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India’s Decriminalization of Sodomy to be Challenged

July 14, 2009

On July 2, the Delhi High Court overturned Section 377 of the Indian Penal Code, a law which previously banned homosexual sex between consenting adults and referred to same-sex relationships as an “unnatural offense.” Much as Lawrence v. Texas did in the United States in 2003, this recent ruling essentially legalizes homosexuality in Delhi and sets a precedent for similar applications of the law in other parts of the country. Indian LGBT activists are understandably excited and relieved by this turn of events. From BBC News:

Gay rights activists all over the country welcomed the ruling and said it was “India’s Stonewall”. New York’s Stonewall riot in 1969 is credited with launching the gay rights movement.

“It [the ruling] is India’s Stonewall. We are elated. I think what now happens is that a lot of our fundamental rights and civic rights which were denied to us can now be reclaimed by us,” activist and lawyer Aditya Bandopadhyay told the BBC.

“It is a fabulously written judgement, and it restores our faith in the judiciary,” he said.

Of course, not everyone in India is pleased by the ruling. And it is quickly appearing as though the battle for LGBT rights in India is far from over.

Last Thursday, India’s Supreme Court indicated that it would consider an appeal of the decision. The Supreme Court is reviewing petitions from a variety of individuals upset with the ruling, from a Bihar politician, to a popular televangelist and yoga expert, to a group of Hindu, Catholic, Muslim, and Jain clerics.

A common concern among those opposed to the decriminalization is that homosexual sex is inherently antithetical to Indian society and culture. As Lalu Prasad Yadav stated, “We must not follow western culture. Sex between people of the same gender is not at all acceptable.” What Yadav neglects to recall is that the law in question, Section 377, was written by the British and introduced during Britain’s colonial rule of India. This suggests that, if anything, upholding Section 377 is more in line with following western culture than overturning it is. From Global Comment:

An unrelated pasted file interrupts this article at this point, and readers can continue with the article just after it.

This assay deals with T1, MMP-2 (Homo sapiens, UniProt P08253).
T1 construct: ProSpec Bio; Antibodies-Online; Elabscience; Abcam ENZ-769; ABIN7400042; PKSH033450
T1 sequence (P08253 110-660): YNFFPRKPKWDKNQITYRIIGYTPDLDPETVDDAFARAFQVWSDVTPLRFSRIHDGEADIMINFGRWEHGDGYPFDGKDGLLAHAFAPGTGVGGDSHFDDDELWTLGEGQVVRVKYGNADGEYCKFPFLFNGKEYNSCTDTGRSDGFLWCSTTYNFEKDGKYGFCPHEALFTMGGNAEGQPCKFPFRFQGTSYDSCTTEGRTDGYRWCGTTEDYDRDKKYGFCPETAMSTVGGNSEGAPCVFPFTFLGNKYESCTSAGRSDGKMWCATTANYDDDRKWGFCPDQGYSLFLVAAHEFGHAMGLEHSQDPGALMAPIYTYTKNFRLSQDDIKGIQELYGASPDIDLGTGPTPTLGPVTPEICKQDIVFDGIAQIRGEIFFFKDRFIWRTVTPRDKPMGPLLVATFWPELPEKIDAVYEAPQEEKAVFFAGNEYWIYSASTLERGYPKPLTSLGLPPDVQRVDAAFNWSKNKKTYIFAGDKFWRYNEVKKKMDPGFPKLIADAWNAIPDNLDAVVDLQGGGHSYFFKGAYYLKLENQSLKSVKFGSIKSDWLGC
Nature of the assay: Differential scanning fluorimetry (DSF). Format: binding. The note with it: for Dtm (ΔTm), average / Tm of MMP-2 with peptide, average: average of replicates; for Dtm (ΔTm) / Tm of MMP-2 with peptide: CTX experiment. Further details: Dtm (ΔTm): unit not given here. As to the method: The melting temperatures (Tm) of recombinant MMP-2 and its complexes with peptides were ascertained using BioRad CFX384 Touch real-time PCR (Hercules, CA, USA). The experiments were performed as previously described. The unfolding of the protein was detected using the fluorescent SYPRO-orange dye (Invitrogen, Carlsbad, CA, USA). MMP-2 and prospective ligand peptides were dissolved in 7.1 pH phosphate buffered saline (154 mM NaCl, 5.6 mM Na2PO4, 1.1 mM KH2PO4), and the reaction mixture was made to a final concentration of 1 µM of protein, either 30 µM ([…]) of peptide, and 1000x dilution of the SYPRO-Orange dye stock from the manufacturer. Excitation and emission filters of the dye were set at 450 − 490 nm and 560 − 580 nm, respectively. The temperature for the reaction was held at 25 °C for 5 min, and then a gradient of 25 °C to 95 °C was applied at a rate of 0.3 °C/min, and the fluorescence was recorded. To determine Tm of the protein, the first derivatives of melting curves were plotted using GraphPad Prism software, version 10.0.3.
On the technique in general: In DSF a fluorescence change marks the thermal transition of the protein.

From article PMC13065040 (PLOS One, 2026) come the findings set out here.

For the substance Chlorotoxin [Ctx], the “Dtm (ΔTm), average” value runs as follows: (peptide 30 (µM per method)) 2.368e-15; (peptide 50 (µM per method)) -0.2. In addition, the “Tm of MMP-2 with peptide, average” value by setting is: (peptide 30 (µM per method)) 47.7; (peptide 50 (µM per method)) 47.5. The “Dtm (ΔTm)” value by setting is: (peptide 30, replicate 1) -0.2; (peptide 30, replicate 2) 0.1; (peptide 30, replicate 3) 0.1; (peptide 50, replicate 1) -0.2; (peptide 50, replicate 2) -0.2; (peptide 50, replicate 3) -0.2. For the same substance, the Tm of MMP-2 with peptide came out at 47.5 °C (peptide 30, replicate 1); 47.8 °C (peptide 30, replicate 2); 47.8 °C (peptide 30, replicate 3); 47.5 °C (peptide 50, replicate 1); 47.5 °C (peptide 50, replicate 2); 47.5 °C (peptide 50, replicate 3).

The former code, drafted in 1860 by Thomas Babington Macaulay, decreed: Whoever voluntarily has carnal intercourse against the order of nature with any man, woman or animal, shall be punished with imprisonment for life, or with imprisonment of either description for term which may extend to ten years, and shall also be liable to fine. Colonialist rule has significantly altered the economic, social, and political power granted to India’s populations. Striking down colonialist-era laws signifies a shift in power from British rule and should be commended as a progressive step toward full national sovereignty.

(emphasis mine)

To make your voice heard during the upcoming proceedings, visit the International Gay & Lesbian Human Rights Commission (IGLHRC) and send a letter to the Indian government, congratulating them on the ruling and urging them to repeal Section 377 nationally. With the possibility on the horizon of such a basic right being taken away from gays and lesbians in India, so quickly after that right was granted,  now is the time to take action.

  1. July 22, 2009 2:43 am

    From what I understand, the Delhi High Court judgment actually essentially decriminalizes homosexual acts not just in Delhi but in any place in India where there is no conflicting judgment by another High Court. The judgment does not apply solely to Delhi.

    • Carrie permalink
      July 22, 2009 7:23 am

      Would you mind linking your source, nandita? I don’t recall reading that anywhere, but I’d love to stand corrected if you have more accurate information!

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